Powerful Psychological Paintings by Philip Surrey
The summer or winter backdrop of Montreal’s plexes and the symmetry of their spiralling exterior staircases, in one of our paintings a lone full figured mini skirted female, walking under night skies appears in the crosshairs of car headlights, a man at the wheel, and the other, two women strolling along Ste Catherine Street, the miniskirted one in the distance highlighted in red by the light cast from a store she is passing, the headlights of a single car seen in the distance, a lone woman crossing a Westmount street near Surrey’s home on a wet night, illuminated by light coming from the store window, a red traffic light glaring overhead of a man walking in the shadow, a figure, almost imperceptible on a St Henri street, each introduces us to an artist who describes vulnerability, loneliness, mystery and sometimes even the triste.
Surrey’s preoccupation with loneliness suggests greater meaning and complexity to Road to St-Remi and Ile Bizard.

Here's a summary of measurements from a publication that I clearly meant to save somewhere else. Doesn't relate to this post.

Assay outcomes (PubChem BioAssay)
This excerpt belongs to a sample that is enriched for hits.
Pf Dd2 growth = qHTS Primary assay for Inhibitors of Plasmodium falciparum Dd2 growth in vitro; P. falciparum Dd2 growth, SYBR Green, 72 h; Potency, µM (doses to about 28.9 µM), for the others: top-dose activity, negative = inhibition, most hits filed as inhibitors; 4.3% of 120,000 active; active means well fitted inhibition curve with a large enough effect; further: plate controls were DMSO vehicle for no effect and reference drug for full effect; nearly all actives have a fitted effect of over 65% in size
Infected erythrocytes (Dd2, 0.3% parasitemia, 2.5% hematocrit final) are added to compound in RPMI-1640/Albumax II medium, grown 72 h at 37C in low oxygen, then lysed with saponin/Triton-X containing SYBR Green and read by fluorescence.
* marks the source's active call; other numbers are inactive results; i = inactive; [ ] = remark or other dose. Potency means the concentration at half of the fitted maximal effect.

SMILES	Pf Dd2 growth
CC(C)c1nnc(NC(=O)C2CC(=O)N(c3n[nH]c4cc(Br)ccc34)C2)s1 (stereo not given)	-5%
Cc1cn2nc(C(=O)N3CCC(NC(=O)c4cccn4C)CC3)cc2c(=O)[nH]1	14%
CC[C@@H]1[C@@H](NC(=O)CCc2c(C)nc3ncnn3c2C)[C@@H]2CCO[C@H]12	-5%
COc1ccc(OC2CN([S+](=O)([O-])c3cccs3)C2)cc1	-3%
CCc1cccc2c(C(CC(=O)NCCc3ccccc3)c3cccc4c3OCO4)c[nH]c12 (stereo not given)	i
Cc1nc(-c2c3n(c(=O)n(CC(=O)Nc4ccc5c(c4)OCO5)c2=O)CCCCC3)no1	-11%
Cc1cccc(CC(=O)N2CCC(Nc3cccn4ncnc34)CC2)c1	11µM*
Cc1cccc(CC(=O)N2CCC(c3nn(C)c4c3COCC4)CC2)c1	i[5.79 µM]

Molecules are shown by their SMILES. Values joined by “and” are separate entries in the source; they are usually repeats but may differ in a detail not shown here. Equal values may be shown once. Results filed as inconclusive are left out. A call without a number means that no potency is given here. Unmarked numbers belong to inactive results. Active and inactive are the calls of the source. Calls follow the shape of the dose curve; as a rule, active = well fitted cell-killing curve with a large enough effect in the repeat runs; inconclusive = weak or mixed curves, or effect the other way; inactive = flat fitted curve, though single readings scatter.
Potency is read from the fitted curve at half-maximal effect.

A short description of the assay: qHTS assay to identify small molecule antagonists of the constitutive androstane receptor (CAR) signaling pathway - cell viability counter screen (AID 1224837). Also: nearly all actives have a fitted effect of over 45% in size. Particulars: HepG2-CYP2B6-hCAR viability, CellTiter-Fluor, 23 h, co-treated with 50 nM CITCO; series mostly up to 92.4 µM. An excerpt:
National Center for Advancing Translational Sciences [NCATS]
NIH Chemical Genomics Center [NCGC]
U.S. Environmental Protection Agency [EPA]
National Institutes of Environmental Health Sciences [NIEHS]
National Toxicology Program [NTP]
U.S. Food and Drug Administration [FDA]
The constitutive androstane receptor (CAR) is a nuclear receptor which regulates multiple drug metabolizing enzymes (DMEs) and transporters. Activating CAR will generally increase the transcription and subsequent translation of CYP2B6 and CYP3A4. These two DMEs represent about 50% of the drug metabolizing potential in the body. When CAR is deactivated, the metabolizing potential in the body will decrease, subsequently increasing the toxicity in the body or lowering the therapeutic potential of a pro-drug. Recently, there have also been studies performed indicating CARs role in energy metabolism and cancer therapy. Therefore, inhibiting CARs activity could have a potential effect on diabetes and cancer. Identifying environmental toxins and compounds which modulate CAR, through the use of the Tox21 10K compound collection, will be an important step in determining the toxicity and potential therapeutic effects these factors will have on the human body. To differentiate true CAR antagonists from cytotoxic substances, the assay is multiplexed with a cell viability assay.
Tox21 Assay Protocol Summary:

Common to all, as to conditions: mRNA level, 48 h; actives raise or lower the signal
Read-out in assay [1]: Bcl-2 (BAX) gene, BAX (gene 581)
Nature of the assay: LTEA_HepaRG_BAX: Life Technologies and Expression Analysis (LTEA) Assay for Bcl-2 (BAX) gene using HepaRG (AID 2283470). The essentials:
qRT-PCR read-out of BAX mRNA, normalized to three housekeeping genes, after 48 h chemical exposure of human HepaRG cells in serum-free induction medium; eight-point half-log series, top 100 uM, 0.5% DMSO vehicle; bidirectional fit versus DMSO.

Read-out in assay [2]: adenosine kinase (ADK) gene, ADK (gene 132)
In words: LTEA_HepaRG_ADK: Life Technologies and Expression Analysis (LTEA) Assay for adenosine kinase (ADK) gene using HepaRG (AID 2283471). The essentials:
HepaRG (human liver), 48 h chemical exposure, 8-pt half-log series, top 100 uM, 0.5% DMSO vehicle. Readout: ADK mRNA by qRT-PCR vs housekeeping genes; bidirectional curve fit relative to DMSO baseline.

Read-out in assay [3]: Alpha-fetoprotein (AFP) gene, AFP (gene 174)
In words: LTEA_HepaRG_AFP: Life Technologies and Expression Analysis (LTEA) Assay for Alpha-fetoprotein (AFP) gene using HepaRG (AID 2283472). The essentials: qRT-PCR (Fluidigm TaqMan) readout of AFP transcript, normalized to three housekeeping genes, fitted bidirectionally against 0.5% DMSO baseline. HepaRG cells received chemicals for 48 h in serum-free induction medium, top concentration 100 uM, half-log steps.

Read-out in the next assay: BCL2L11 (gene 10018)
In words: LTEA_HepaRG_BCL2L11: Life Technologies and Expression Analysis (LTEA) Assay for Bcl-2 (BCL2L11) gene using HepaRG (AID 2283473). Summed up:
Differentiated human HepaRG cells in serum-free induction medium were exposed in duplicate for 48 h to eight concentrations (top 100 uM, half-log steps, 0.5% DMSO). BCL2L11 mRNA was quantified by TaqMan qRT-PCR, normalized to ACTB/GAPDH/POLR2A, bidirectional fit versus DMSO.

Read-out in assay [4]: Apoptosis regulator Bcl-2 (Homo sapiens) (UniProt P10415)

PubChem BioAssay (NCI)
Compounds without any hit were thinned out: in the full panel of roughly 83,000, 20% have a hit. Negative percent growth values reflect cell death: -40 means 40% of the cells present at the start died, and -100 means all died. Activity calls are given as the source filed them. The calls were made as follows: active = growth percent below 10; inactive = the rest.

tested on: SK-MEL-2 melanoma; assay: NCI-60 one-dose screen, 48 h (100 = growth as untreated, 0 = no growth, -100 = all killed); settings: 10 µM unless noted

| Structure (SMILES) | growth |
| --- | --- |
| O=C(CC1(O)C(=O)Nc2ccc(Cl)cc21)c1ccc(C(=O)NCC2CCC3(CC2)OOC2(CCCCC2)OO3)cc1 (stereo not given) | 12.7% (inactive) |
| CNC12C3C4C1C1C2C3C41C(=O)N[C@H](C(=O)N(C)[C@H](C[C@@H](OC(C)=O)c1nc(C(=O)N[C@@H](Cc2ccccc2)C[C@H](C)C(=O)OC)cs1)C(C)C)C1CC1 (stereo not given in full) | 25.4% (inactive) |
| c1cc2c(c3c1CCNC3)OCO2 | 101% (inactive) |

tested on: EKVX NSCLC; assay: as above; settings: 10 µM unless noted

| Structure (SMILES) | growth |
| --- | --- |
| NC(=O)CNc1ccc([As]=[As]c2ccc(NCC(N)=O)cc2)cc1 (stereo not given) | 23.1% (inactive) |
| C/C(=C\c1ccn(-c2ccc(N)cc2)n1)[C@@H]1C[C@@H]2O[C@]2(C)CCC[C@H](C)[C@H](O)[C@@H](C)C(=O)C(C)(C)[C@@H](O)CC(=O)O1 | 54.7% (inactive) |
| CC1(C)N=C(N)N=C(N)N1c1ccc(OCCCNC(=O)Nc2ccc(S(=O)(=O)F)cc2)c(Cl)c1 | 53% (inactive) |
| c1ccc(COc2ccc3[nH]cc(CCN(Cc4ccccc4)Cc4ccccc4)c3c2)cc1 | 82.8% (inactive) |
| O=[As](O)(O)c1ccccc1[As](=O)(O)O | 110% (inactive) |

The masterfully executed drawing of a 1950s cinema with the iconic Ballad of High Noon written by the artist at a date much later than the drawing, copied by a man who subsequently took his own life permits a haunting interpretation.
An apparently innocuous composition of a motel, a car arriving pulling into a motel parking lot at dusk with someone walking across to the ice machine prompts any number of ideas as to what might happen next.
Surrey’s self portrait aboard the icebreaker CGS D’Iberville in 1958 recalls a few lines he wrote in his autobiographical notes reading:
“Each individual is alone, cut off. Each wonders how others cope with life. A work of art is a particularly complex statement, valuable because packed with meaning… Like icebergs, four-fifths of our personalities lie below the surface; of the fifth that shows, only part can be expressed in conversation. The only effective outlet for all deeper feelings and thoughts is art.”
As has been said about the celebrated American artist Edward Hopper, Surreys are “powerful psychological paintings”.
We are of the conviction that Philip Surrey is one of the few Post WW ll figurative artists whose important contribution to Canadian art has yet to be properly recognized by the institutions and by the market place.
Rarely have we had such a varied selection of works of art available by Philip Surrey. While many, most, are small in size, looking at them as a group allows for a greater appreciation and sense of the importance of artist than seeing them individually here and there. We encourage your purchase of these fine example of his work.